To whom are you writing?
Your target audience matters!
First rule: it is you, who is guiding the reader! A CV is an open type of document, nothing is compulsory to include! A professional resumé is not a sheet of just actual facts. It is a marketing brochure where your work is for sale! Therefore, you should think about the so-called “target customer”. Think about it! If you are selling a washing machine, you would include in its brochure that it is silent, energy effective and looks good. You would not include that it weighs so and so much. The weight of the washing machine is irrelevant most of the cases – except, if you need to carry it around for some specific reason! There are always “excepts”! From this comes rule number 2: you will have several versions of your CV. So start tracking the versions!
If you are sending your CV speculatively to a recruitment company (or, for example, to a friend who has head-hunter contacts), include everything that you have an understanding of, as this way many different kinds of opportunities will probably await (at least with us). The more information you give about yourself, the greater the chance you have of finding suitable work. Even in this case, you should leave out the stuff that your are not interested in doing any more at any circumstances.
If you are applying directly for a specific position, then only include the knowledge which is relevant to the particular company. By all means include the company and the job in the application; never submit a CV without showing that you know what the company or institution does. They are likely to ask at the interview what you know about them. Being well-informed is an advantage, nay, a must.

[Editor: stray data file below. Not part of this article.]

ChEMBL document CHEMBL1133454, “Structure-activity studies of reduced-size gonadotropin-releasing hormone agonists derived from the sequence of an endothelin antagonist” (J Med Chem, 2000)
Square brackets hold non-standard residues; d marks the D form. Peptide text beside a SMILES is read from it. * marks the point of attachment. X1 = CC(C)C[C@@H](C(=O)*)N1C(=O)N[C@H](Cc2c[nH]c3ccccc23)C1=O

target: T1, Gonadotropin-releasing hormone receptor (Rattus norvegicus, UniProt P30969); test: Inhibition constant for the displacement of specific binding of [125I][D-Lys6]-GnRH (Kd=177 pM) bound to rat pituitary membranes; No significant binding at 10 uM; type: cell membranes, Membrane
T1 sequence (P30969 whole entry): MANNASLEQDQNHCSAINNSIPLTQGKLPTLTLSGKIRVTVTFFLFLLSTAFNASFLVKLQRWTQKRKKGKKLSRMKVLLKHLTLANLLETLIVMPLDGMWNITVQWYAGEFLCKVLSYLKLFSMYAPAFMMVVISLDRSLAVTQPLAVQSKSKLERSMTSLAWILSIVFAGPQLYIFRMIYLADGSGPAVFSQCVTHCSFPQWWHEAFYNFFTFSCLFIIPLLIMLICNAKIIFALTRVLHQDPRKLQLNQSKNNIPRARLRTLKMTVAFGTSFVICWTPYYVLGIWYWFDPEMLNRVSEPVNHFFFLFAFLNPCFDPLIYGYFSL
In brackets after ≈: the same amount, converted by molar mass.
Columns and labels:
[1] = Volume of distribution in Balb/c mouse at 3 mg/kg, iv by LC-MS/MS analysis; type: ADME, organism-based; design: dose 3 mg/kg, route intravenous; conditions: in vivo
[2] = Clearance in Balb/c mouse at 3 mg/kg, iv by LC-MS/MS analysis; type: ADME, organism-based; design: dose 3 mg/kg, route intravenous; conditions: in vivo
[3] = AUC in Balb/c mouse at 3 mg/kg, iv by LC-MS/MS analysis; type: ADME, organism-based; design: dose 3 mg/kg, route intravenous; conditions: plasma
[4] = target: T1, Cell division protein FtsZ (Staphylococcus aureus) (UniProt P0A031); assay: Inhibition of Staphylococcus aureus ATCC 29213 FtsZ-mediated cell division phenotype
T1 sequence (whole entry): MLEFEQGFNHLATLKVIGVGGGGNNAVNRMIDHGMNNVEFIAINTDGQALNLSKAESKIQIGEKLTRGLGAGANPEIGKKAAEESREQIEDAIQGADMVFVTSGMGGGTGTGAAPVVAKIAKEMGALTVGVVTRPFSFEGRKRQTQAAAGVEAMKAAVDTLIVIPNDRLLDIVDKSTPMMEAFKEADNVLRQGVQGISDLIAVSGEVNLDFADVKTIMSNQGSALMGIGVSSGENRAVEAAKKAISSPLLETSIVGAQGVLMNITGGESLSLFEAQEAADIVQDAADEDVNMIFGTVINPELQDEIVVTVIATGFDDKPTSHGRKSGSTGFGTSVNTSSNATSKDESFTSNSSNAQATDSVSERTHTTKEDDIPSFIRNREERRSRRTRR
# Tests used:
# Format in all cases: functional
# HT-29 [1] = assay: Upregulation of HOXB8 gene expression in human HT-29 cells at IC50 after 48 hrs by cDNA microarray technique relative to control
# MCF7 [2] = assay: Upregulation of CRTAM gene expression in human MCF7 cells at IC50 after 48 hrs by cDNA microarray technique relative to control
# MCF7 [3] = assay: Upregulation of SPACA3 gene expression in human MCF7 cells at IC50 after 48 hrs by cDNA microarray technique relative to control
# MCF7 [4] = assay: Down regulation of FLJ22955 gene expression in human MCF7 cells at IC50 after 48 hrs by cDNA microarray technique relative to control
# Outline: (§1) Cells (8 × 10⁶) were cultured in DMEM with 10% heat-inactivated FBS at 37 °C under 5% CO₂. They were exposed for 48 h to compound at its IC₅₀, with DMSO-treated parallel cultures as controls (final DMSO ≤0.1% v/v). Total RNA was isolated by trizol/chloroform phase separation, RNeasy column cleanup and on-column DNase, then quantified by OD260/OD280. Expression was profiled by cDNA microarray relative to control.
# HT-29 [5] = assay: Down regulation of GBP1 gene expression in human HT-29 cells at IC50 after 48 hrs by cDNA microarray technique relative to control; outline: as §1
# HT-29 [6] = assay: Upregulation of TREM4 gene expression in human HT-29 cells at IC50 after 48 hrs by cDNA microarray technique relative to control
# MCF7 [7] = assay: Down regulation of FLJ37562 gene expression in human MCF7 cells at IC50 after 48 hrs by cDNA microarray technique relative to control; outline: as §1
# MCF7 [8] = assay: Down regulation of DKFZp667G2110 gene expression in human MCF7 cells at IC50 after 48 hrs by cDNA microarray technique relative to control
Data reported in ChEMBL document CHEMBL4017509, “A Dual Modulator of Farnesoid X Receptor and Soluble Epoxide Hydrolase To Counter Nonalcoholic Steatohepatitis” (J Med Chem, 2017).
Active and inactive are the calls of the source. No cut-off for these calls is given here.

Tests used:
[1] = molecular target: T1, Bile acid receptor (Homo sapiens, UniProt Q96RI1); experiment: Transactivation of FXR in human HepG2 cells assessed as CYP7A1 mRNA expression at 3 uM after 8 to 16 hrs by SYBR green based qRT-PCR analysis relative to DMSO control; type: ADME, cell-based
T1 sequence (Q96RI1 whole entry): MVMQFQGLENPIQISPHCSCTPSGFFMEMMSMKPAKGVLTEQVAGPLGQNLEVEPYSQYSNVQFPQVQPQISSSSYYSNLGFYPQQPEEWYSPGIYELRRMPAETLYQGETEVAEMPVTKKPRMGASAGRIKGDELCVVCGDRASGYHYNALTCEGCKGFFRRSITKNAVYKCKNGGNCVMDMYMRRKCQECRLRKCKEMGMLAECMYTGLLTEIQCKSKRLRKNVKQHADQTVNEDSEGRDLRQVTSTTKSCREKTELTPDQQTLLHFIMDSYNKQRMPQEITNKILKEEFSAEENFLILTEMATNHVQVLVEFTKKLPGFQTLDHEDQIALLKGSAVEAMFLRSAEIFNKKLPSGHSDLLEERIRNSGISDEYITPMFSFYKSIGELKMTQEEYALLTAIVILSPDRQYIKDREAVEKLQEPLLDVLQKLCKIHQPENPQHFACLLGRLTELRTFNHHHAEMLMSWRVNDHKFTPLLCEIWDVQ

If you are applying for a developer position you don’t need to emphasise that you are also adept at working with Windows Office. This should be evident. “Word-processing” simply doesn’t carry as much weight as, for example, “database development”. In addition, it doesn’t say much about your developer capabilities. The same can also be said for your graphical-software knowledge. It’s different if you are applying for a UI position, but in this case an over-emphasis on C++ is the anomaly – it doesn’t appear believable that you are as good a graphics designer as you are a software developer. If you still feel that you have taken to hear heart every technology you have come across, still take care that to portray a clear career path. We could say that “it should be possible to tag you”. Of course, generalists can be in trouble. If you are someone who does a bit of everything, then at least try and provide something on an industry basis to the reader about who you are.
A clear logic should be seen according to which you are building your career. Job hoppers are never welcome, though some “hops” can be explained.
Should you be sending your CV to a careers advisor however, then include everything, since this version will be temporary.